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Sunday May 26, 2024

Beyond macroeconomics

By Dr Murtaza Khuhro
September 19, 2023

The International Monetary Fund (IMF) epitomizes a global economic paradigm rooted in inequality with little emphasis on inclusiveness.

Advocates of this model argue that some degree of inequality is essential, providing incentives for individuals and corporations to thrive. This approach implies that a significant portion of the population will invariably be denied basic human and fundamental rights.

Historically, this inequality model bolstered the capitalist system in the 19th century. The entire colonial structure was built on the premise of inequality and exploitation of economic resources. This model, especially during periods of rapid scientific and technological advancements, was immensely beneficial for corporations and colonizing nations. These systems, supported by politically influential groups or families, thrived on the inequality model.

However, this same model, coupled with skyrocketing production across various manufacturing sectors, sparked demands from emerging industrial powers for the redistribution of colonies and resources. This led to the First World War, during which countless lives were lost or forever altered.

During pivotal moments like the agricultural revolution around 1750 or the dawn of the industrial age in the late 18th to the early 19th century, the IMF did not exist. The financial institution was also absent during the first socialist revolution in Russia, where Stalin transformed a primarily agricultural nation into a formidable superpower between the late 1920s and the 1940s.

The IMF was established before the end of the Second World War; the Articles of Agreement of the IMF were adopted during the Bretton Woods Conference on July 22, 1944. Its mission – ‘to provide guidance and stability in times of crisis’ – is detailed in Article 1(ii) which says: “the goal is to facilitate the expansion and balanced growth of international trade, thereby promoting high levels of employment, real income, and development of all member nations’ productive resources.”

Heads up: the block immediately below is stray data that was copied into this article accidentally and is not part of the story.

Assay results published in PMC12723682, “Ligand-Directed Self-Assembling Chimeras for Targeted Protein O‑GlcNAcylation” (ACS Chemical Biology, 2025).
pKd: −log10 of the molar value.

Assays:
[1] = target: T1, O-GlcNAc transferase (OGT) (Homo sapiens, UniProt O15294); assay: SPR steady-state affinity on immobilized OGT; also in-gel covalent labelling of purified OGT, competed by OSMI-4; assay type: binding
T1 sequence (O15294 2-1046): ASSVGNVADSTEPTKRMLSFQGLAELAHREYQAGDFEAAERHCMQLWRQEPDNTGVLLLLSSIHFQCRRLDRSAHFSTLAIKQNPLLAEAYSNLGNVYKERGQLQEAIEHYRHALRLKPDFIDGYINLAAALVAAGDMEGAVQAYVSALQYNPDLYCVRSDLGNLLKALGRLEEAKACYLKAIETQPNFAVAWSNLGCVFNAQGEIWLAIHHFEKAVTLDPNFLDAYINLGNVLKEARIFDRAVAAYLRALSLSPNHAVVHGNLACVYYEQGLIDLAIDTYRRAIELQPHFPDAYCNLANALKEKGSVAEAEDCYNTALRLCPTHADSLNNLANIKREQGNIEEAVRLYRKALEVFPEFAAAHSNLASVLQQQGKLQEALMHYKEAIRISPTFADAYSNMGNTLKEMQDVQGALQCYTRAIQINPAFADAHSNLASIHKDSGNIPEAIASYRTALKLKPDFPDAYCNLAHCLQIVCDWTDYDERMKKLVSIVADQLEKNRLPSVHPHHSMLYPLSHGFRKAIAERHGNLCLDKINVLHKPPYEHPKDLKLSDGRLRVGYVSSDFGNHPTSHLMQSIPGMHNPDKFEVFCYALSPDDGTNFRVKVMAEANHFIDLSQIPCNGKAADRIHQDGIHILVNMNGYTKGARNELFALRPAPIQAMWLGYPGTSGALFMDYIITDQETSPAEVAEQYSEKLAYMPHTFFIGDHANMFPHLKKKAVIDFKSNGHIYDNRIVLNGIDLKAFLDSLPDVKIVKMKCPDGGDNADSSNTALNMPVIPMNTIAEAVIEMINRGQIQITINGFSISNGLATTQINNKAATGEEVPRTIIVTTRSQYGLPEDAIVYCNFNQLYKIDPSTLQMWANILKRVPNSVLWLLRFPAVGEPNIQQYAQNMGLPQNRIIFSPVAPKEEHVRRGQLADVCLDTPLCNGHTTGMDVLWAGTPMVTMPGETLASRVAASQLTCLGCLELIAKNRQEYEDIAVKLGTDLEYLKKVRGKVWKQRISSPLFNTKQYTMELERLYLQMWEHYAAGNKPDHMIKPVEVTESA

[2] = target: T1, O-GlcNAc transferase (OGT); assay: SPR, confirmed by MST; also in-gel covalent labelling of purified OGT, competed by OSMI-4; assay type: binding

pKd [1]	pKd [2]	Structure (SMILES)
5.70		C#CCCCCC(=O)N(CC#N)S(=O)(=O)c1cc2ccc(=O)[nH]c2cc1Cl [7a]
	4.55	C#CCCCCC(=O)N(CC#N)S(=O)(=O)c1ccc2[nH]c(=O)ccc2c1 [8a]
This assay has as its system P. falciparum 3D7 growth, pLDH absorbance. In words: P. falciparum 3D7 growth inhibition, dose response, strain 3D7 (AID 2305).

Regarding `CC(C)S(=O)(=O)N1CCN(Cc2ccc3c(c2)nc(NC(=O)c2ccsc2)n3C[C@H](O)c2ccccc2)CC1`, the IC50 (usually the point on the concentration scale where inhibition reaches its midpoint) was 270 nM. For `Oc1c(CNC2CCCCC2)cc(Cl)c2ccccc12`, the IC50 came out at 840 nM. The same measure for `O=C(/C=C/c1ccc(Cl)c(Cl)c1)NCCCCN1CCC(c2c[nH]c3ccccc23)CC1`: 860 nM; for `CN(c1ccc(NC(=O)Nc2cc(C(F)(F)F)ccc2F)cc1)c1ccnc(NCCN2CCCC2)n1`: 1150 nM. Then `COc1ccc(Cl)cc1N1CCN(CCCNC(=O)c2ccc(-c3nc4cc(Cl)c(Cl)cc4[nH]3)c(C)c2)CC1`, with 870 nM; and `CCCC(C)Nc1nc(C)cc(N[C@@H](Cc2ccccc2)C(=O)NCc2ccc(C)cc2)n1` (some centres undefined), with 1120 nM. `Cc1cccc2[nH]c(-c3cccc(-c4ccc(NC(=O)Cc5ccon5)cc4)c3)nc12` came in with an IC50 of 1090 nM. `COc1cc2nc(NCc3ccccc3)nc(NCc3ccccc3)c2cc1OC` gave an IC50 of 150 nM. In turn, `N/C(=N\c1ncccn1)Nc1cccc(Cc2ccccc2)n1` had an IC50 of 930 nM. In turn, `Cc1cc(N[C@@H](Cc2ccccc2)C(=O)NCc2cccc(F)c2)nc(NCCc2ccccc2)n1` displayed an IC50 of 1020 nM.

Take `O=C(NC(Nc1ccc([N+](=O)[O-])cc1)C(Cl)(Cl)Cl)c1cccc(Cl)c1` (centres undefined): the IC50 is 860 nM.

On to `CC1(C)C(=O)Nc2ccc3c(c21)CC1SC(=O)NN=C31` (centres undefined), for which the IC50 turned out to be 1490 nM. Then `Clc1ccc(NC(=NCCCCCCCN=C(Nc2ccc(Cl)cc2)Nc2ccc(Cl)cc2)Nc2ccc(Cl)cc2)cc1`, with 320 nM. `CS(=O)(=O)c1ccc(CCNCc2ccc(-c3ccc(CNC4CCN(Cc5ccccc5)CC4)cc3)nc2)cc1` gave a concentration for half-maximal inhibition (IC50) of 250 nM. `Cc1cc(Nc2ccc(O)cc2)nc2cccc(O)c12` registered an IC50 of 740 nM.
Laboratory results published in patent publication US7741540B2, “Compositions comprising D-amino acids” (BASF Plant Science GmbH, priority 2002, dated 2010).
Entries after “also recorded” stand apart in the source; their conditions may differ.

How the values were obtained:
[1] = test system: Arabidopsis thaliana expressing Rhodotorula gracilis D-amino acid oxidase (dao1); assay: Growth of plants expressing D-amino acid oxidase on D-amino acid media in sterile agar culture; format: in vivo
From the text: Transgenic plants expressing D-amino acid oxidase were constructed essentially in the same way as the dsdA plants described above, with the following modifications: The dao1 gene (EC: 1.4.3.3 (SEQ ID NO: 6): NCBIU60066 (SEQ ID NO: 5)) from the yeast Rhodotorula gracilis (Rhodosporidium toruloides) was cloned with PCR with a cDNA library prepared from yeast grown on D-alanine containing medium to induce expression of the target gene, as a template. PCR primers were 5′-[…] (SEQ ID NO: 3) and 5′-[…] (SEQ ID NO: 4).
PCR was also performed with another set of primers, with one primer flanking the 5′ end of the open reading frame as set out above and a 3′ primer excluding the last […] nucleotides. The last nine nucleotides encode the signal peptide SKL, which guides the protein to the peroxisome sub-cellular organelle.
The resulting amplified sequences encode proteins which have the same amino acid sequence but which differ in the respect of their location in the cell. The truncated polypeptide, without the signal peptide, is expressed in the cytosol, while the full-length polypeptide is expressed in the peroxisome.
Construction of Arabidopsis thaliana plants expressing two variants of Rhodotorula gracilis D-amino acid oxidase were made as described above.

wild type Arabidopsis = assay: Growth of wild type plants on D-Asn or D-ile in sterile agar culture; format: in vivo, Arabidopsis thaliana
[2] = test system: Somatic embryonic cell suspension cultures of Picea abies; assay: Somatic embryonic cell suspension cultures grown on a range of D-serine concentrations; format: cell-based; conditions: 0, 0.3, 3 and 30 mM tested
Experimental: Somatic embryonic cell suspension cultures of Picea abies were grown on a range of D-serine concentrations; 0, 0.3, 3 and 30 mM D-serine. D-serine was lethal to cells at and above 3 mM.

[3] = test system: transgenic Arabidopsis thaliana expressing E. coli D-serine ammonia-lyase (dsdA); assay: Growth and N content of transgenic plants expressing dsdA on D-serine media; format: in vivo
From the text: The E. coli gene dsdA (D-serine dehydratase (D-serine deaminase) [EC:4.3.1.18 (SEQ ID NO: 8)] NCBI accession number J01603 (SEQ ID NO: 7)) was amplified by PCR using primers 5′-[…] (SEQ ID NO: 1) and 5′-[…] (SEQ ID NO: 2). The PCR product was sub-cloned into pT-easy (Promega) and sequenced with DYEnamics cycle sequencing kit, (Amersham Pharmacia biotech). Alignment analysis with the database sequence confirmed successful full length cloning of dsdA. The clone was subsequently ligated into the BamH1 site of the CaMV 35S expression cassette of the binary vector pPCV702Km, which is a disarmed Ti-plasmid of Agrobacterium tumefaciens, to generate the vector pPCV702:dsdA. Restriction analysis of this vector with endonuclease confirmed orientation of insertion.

Even with the IMF’s ambitious goals, they (member-states) face constant criticism and scrutiny. A core question that emerges is: has the IMF truly enabled the expansion and balanced growth of international trade? Has it earnestly fostered high employment levels and spurred resource development?

Delving deeper into their stated objectives, the economic policies of the IMF underscore the development of productive resources as paramount. But what exactly falls under the umbrella of ‘productive resources’? They encompass a broad range of elements, from scientific and technological infrastructure to natural resources. However, among these, the most crucial and dynamic factor remains the human being.

The International Monetary Fund (IMF) primarily emphasizes macroeconomic indicators such as the current account balance, exchange rates, monetary policy, tax-to-GDP ratio, GDP growth and public debt, among others. However, its strategies and oversight aimed at enhancing these indicators often appear superficial and skewed.

Rather than adhering to its foundational objectives – which stress elevating incomes and bolstering productive forces – the IMF’s interventions often resemble a one-size-fits-all solution (or a cookie-cutter approach), only addressing surface symptoms. Such a narrow approach neglects the intricate, unique socio-economic challenges individual countries face. By leaning on this generalized strategy, the IMF inadvertently risks offering solutions that might not be entirely applicable or beneficial in all contexts.